Riffs, rants, observations and dissenting opinions from the voices in my head: Here's a warped and dented take on the Wild Card round playoff games, featuring repo men, medieval Venetian merchants and Baron Batch.
Note: All times listed are Eastern, lines are via Odds Shark and game capsules are listed in the order you should read them.
Cardinals at Panthers
Saturday, 4:20 p.m.
Line: Panthers -6.5
They don't give awards for the kind of season Cam Newton had.
Quarterbacks don't earn MVP votes for leading their teams to 7-8-1 records (with two of the victories led by a different starter) and fluky division crowns. Quarterbacks don't make the Pro Bowl with 3,127 passing yards and 18 touchdowns; not in this century. There is no Comeback from Scary Vehicular Accident Player of the Year Award, no Making the Most of Your Situation Award, no Patron Saint of Lost Causes canonization. We value perseverance in the face of overwhelming odds, but we don't give trophies for it. If Russell Wilson can't make the stinkin' Pro Bowl, Cam Newton is lucky to even get the most grudging approval for what he did in 2014.
But Newton deserves something: admiration, appreciation, the realization that if he isn't a franchise quarterback, maybe the term needs to be redefined. To watch the man who battled rib injuries, a truck accident, wisdom tooth extraction and an offensive supporting cast that would have a hard time winning a Grey Cup move the Panthers down the field and into the playoffs with guile, guts and will is to see a player who demands reevaluation. Newton doesn't complain or quit. The kind of old-fashioned, grizzled soldier sportswriters and fans are supposed to fawn over lurks beneath the bow ties, goofy grins and junior-high jokes.
Not much has changed about the Panthers offense around Newton during the team's four-game playoff surge. Jonathan Stewart and Mike Tolbert returned to rescue the running game from the likes of DeAngelo Williams and Fozzy Whittaker. The offensive line is playing better than it did against opponents like the Eagles, but Panthers linemen still get knocked backward on their butts more often than you would expect from a playoff team. With his acrobatic leaping ability and tendency to drop any pass that won't show up on the highlight reel, Kelvin Benjamin is a kind of Odell Scissorhands. If the Panthers have a No. 2 receiver, he does a good job of concealing his identity.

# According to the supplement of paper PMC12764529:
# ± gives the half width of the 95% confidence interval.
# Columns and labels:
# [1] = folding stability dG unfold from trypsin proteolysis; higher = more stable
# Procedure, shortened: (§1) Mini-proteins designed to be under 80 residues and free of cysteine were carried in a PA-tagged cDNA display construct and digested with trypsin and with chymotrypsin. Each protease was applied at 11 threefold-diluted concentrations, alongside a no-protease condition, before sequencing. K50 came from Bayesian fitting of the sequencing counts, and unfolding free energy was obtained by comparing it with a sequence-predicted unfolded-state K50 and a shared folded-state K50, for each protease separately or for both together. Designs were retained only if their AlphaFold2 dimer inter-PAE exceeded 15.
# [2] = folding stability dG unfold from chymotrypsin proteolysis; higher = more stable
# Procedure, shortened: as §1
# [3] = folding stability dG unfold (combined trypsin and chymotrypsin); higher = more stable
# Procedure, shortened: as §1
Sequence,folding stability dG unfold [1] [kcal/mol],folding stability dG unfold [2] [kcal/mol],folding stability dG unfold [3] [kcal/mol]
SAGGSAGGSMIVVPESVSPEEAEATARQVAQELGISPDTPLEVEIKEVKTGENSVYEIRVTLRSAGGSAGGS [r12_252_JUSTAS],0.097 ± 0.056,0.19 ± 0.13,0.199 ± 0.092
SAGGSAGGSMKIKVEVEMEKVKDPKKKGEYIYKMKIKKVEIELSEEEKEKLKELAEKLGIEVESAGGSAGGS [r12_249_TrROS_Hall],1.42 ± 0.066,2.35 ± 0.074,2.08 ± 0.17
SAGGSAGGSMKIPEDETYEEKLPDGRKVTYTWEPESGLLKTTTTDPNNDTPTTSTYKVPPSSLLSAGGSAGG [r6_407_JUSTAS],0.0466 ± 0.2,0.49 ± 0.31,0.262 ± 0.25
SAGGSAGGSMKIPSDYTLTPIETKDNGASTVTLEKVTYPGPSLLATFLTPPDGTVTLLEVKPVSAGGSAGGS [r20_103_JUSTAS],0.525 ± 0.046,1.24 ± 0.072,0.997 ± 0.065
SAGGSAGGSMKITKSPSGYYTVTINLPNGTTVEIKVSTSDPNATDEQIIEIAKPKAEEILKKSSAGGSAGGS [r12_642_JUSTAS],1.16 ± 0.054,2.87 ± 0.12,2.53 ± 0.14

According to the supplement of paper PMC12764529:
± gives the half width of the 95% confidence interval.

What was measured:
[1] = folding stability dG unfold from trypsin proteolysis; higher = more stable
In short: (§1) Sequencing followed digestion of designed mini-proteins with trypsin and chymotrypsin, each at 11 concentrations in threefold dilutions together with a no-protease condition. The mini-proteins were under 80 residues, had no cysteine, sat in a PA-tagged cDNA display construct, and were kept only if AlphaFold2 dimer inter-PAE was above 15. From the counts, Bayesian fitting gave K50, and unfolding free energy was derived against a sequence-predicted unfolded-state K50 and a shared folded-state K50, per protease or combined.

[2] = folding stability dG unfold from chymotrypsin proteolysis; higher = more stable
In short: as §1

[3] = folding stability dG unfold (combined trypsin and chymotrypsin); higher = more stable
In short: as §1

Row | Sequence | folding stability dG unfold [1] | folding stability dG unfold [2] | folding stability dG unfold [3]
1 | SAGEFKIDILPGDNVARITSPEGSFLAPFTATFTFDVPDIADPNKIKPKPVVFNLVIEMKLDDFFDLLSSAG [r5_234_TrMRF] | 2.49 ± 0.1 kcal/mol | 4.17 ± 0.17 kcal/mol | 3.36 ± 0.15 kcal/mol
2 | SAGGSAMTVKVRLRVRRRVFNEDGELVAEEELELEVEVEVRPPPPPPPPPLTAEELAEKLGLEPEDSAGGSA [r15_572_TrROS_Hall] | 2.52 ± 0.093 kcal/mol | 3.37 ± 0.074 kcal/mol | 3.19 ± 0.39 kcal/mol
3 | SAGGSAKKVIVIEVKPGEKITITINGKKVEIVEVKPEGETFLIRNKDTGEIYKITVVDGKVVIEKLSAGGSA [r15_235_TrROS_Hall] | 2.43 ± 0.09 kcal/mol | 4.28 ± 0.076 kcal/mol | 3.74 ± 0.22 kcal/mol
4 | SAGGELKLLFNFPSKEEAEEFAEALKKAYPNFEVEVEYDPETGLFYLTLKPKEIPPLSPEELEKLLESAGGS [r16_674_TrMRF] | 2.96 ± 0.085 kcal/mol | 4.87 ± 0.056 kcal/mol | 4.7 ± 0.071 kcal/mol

The Panthers offense is defined by the Newton option, the threat of the Newton option, his arm and his rollout ability, not to mention his willingness to take a hit and, yes, his improved decision making. He has not had a truly great year—it's not fair to lay all of the things that went wrong during the Panthers' midseason slump at the feet of his teammates—but he has certainly had a remarkable one.
The Cardinals were remarkable in their own way, building a tower out of defense and a few offensive big plays that the NFC has been laying siege to for weeks. Ryan Lindley, pressed into an untenable situation, has been tearing the Cardinals apart as efficiently as Newton has held the Panthers together. Lindley throws a fine deep ball, and he can fool you when he is working from a script. Sack him, confuse him or move him from his mark, though, and everything comes unglued fast: Lindley's dropback and delivery get weird, the ball starts leaving his hand in odd ways and he starts making desperate decisions. Flea-flickers and running back option passes are just delay tactics. The Cardinals are not looking for ways to beat you with their quarterback, but instead for ways to save themselves from their quarterback.
Drew Stanton is doing everything possible to work his way back from a complicated knee injury and infection. The fact that the Cardinals are seriously considering rushing him onto the field with ligament damage and a brace shows just how hopeless their quarterback situation has become. Bad quarterbacking has even taken its toll on the Cardinals defense. Defenders crowd the line, sell out on blitzes and gamble on fakes in search of interceptions or stuffs that can act as an offensive bail out.
The Panthers defense, with some confidence that their offense can provide more than a wisp of production, has improved in recent weeks. Rookie safety Tre Boston replaced the awful Thomas DeCoud, and fellow rookie Bene Benwikere has closed a revolving door at cornerback. Defensive tackles Kawann Short and Star Lotulelei are playing well after midseason slumps. The Panthers defense is not nearly as good as it was last year, nor as good as the Cardinals defense can be when allowed to play within itself. But Luke Kuechly, Thomas Davis and Charles Johnson now have some help, and they do not have to play as though one touchdown allowed spells automatic doom.
The Cardinals were the feel-good story of the autumn. The Panthers were not even good enough to muscle their way into the Falcons-Saints punchline until the final weeks. But if the season extended to 18 games, it's likely that the Panthers would have a respectable 9-8-1 record, and they would be bracing to face the Eagles. If Carson Palmer were healthy, things would be different. If Cam Newton had Larry Fitzgerald and Michael Floyd to throw to, he would be an MVP candidate.
Some might argue that the Panthers don't "deserve" to be in the playoffs. But you cannot argue that they don't belong. They did not quit. They found ways to survive and get better. Their quarterback was a big part of that. Look for Newton to win his first career playoff game on Saturday. After the season he has had, that should mean more than any award.
Prediction: Panthers 22, Cardinals 13
Ravens at Steelers
Saturday, 8:15 p.m.
Line: Steelers -3